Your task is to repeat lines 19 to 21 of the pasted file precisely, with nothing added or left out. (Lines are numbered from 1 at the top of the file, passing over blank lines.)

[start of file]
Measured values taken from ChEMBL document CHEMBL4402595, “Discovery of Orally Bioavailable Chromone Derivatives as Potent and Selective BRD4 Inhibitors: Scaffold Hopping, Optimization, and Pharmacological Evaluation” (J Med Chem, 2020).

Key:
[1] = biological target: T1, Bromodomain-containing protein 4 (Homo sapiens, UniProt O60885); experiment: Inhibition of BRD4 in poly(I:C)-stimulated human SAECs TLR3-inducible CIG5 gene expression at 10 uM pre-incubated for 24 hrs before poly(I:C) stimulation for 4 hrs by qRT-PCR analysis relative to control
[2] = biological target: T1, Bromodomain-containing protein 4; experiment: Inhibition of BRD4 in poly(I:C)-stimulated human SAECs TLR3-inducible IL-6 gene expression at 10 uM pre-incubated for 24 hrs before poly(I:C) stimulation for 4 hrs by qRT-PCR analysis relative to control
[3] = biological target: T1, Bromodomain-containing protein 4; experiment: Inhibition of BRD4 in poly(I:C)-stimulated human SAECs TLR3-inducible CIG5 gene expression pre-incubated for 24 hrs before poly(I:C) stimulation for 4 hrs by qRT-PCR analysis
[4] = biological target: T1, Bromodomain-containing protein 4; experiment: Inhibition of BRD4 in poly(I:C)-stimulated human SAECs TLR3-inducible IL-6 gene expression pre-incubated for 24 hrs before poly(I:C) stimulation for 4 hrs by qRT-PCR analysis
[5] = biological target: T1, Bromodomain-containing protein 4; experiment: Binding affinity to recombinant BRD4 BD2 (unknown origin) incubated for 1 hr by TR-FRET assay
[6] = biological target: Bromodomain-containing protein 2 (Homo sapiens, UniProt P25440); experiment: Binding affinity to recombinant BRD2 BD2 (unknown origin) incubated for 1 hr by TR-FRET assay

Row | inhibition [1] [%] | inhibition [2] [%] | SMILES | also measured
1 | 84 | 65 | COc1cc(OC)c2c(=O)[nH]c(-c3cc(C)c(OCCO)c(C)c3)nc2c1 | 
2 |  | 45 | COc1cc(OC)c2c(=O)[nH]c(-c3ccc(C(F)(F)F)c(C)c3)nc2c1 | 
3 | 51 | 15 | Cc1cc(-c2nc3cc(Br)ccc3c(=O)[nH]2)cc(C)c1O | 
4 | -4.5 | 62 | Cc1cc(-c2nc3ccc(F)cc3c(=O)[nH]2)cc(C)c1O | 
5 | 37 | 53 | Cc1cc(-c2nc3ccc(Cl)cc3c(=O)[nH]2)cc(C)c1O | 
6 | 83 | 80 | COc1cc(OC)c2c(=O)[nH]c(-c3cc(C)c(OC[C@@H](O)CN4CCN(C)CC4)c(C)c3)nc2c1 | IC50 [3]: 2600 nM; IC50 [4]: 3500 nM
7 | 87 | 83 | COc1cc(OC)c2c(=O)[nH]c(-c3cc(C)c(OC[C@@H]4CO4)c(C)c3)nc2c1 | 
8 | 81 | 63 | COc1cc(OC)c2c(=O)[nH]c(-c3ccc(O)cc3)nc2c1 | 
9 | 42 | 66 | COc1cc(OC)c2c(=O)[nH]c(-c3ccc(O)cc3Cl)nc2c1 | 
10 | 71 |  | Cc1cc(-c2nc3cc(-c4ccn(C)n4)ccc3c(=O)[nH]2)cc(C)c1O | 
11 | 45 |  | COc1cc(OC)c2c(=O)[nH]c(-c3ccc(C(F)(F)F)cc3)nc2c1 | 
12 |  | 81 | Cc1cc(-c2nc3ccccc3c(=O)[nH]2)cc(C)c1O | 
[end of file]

10 | 71 |  | Cc1cc(-c2nc3cc(-c4ccn(C)n4)ccc3c(=O)[nH]2)cc(C)c1O | 
11 | 45 |  | COc1cc(OC)c2c(=O)[nH]c(-c3ccc(C(F)(F)F)cc3)nc2c1 | 
12 |  | 81 | Cc1cc(-c2nc3ccccc3c(=O)[nH]2)cc(C)c1O | 